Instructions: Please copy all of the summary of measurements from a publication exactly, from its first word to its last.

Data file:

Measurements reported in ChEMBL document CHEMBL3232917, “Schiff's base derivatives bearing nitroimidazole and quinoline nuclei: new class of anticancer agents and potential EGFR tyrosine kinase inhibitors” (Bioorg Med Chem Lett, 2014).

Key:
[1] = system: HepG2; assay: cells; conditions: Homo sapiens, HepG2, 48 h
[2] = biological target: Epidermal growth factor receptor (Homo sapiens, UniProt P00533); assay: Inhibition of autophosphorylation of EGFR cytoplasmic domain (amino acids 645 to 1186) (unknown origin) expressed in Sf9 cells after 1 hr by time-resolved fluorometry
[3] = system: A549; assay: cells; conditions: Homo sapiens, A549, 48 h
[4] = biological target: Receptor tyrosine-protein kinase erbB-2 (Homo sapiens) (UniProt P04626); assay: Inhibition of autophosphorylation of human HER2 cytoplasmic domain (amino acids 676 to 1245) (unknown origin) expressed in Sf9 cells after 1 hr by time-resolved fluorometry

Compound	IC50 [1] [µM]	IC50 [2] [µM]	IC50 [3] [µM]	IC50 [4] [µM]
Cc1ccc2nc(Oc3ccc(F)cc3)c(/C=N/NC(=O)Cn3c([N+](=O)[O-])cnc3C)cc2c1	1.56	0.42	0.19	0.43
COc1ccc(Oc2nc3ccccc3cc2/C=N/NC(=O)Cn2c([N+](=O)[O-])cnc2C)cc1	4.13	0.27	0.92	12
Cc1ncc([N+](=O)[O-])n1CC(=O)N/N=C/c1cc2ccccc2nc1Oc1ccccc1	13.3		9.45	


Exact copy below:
Measurements reported in ChEMBL document CHEMBL3232917, “Schiff's base derivatives bearing nitroimidazole and quinoline nuclei: new class of anticancer agents and potential EGFR tyrosine kinase inhibitors” (Bioorg Med Chem Lett, 2014).

Key:
[1] = system: HepG2; assay: cells; conditions: Homo sapiens, HepG2, 48 h
[2] = biological target: Epidermal growth factor receptor (Homo sapiens, UniProt P00533); assay: Inhibition of autophosphorylation of EGFR cytoplasmic domain (amino acids 645 to 1186) (unknown origin) expressed in Sf9 cells after 1 hr by time-resolved fluorometry
[3] = system: A549; assay: cells; conditions: Homo sapiens, A549, 48 h
[4] = biological target: Receptor tyrosine-protein kinase erbB-2 (Homo sapiens) (UniProt P04626); assay: Inhibition of autophosphorylation of human HER2 cytoplasmic domain (amino acids 676 to 1245) (unknown origin) expressed in Sf9 cells after 1 hr by time-resolved fluorometry

Compound	IC50 [1] [µM]	IC50 [2] [µM]	IC50 [3] [µM]	IC50 [4] [µM]
Cc1ccc2nc(Oc3ccc(F)cc3)c(/C=N/NC(=O)Cn3c([N+](=O)[O-])cnc3C)cc2c1	1.56	0.42	0.19	0.43
COc1ccc(Oc2nc3ccccc3cc2/C=N/NC(=O)Cn2c([N+](=O)[O-])cnc2C)cc1	4.13	0.27	0.92	12
Cc1ncc([N+](=O)[O-])n1CC(=O)N/N=C/c1cc2ccccc2nc1Oc1ccccc1	13.3		9.45	